A prime contractor has its interests to protect and a subcontractor must protect its own interests. The interests of the two parties are going to overlap a great deal, but they are never going to be identical.
As I mentioned in Myth No. 4, there are a lot of landmines in a government contract and any subcontract issued under it, and a subcontractor has to take the time to ensure that the agreement it signs does not pose any unacceptable risk. You can’t do that without reading and understanding the document. You will rarely be able to eliminate all risks up front, but you have to try to identify and minimize them.
I am not suggesting that prime contractors are dishonest. The fact is that many companies serve as primes on some contracts and subs on others, and they are well aware that their strategy will be affected by their role. Having been on both sides of the table might actually be helpful to them in negotiating a deal.
Large primes are famous for sending a set of terms and conditions to potential subs with a note indicating that these are the prime’s “standard terms and conditions,” and requesting the sub to sign the document and return it promptly. Incredibly, many subs do just that because they are so desperate for the business. But the fact that this document might contain the prime’s standard terms does not mean that they are identical to a sub’s standard terms, and a sub would be foolish to simply accept them. Instead, the sub needs to review them carefully to ensure that it can live with what the prime has proposed.
For example, primes frequently utilize a “pay when paid” clause, meaning that the sub will not be paid by the prime until the prime has been paid by the government. A sub has to determine when exactly that might be — in some cases it could be over 90 days after work has begun. Can you make it that long? The real problem in such situations is that the party with superior bargaining power will prevail, and subs therefore need to understand how much risk and pain they can absorb — that is a business decision. Lawyers can sympathize, but lawyers cannot resolve this for the parties.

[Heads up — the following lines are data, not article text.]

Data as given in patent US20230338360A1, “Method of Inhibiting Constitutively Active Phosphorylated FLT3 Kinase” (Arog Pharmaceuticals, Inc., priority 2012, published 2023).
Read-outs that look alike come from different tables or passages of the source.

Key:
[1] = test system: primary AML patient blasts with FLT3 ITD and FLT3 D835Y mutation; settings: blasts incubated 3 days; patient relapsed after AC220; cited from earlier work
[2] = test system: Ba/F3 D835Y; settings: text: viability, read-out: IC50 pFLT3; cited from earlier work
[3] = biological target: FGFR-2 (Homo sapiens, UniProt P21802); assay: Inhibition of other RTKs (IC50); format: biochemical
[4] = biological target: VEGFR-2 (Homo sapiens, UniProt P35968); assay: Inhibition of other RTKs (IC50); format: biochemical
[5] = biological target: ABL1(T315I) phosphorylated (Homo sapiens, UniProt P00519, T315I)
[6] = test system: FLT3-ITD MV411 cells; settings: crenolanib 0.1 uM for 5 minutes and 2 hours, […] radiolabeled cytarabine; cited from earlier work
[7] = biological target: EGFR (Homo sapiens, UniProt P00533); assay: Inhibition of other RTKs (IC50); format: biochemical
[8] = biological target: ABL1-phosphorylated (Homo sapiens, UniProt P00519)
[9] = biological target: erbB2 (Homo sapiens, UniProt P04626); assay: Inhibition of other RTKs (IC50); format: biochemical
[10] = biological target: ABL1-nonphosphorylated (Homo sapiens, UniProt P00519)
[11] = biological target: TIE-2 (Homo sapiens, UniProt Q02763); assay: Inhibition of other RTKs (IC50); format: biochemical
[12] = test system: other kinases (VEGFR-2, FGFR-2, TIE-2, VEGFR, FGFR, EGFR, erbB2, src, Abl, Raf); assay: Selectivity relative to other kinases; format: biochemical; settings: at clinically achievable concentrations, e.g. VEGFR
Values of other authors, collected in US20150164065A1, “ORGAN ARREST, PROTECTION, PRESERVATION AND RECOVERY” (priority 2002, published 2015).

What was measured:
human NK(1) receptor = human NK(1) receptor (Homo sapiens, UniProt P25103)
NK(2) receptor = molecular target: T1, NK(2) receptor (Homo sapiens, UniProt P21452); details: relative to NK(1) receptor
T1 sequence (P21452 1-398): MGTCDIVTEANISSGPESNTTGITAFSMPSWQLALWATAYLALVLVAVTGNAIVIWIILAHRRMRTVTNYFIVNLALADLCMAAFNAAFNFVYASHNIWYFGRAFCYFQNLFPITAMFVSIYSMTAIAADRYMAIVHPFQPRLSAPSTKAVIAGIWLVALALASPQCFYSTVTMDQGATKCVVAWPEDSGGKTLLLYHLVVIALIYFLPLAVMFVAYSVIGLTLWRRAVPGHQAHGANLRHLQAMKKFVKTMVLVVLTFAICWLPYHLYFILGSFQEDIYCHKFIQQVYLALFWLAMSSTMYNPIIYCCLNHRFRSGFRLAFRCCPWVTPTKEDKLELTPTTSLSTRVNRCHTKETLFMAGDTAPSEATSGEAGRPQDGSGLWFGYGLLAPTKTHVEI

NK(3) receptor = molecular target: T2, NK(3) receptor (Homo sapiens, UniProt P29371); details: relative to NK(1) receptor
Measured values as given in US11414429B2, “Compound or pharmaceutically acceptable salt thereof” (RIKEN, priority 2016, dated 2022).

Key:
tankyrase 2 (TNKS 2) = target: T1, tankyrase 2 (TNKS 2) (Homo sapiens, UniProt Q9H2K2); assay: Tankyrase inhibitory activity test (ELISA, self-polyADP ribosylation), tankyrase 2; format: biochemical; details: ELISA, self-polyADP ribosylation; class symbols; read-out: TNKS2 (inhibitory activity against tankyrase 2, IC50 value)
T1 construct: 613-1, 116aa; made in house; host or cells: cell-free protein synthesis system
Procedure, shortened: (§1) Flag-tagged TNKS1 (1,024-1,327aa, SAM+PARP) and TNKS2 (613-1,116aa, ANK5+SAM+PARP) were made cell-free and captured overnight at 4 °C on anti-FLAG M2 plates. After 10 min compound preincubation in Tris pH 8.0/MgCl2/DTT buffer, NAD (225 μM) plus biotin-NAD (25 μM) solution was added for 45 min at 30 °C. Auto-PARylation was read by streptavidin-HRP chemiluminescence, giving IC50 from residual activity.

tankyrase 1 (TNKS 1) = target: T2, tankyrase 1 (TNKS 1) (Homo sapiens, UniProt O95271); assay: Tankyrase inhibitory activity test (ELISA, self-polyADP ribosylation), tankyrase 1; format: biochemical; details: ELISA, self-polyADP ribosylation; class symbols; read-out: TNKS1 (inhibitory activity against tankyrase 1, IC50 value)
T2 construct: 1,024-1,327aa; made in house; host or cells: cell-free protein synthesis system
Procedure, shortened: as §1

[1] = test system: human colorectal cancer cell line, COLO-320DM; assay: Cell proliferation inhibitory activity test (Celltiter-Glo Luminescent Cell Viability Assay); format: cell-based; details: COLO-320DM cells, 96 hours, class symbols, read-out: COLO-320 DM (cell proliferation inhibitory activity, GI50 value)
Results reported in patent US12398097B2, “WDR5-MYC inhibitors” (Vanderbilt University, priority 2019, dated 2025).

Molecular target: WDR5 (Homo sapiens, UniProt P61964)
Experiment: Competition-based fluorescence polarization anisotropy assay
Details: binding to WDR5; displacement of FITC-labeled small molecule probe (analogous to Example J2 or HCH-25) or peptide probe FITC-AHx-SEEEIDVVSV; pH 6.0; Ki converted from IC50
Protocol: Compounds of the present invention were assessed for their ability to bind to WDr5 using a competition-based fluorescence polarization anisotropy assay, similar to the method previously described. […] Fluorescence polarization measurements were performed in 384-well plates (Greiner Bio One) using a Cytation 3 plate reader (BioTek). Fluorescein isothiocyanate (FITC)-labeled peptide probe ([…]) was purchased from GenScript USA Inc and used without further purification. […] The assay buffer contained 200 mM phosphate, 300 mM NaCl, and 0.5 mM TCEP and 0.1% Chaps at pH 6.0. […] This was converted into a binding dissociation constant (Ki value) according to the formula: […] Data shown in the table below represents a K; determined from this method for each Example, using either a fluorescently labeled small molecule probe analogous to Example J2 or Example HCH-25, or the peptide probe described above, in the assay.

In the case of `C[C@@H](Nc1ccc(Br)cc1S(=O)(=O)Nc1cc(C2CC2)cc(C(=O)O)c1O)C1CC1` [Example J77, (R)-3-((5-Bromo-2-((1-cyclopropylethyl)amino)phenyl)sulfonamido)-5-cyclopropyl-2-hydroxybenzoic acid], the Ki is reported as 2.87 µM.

In taking tough positions like this, primes are not acting unethically or immorally. They are simply capitalizing on their leverage and the sub’s hunger to get the deal done, and history shows that this is a very successful strategy.
One could react to this point by concluding that it really is not worth it to challenge what the prime has handed down because it will be a losing effort, but that is not the case. While some of the provisions will certainly come down to economic leverage, others will not. For example, the “termination for convenience” clause is unique to federal contracts and enjoys such elevated status that courts have held that it will be “read into” a federal prime contract even if the government agency neglected to include it. Most prime contractors will insert this clause into proposed subcontracts because they want an exit ramp if the government should decide to terminate the prime contract for convenience — a wise strategy.
Tim Sullivan discusses this myth on the Federal Drive with Tom Temin.
In the commercial world, however, a convenience termination is nothing more than a breach of contract, and since the agreement between a prime and a sub is a commercial transaction, the sub should insist that the Termination for Convenience clause be limited to those situations where the government has actually terminated the prime’s contract for the convenience of the government. The clause should also state that in the case of a partial termination of the prime contract, the prime will only be able to terminate that portion of the subcontract affected by the termination. Without such protection, a subcontract could be terminated at any time, for almost any reason, depriving the sub of the certainty of contract that is a staple of commercial transactions.
President Ronald Reagan was known for saying, “Trust, but verify,” wisdom borrowed from an ancient Russian proverb. Reagan used this phrase in the context of explaining the rationale for extensive verification procedures that were to be used in our government’s dealings with the Soviet Union, a high-stakes process.
While your subcontract negotiations with a large prime contractor might not be of the same importance as diplomatic negotiations, they are important to you and your company, and your failure to protect your interests could lead to some unwanted problems down the road.
Experienced prime contractors will not be offended by your attempts to negotiate certain terms and conditions. In fact, they would be surprised if you didn’t. They do it every day with their primes.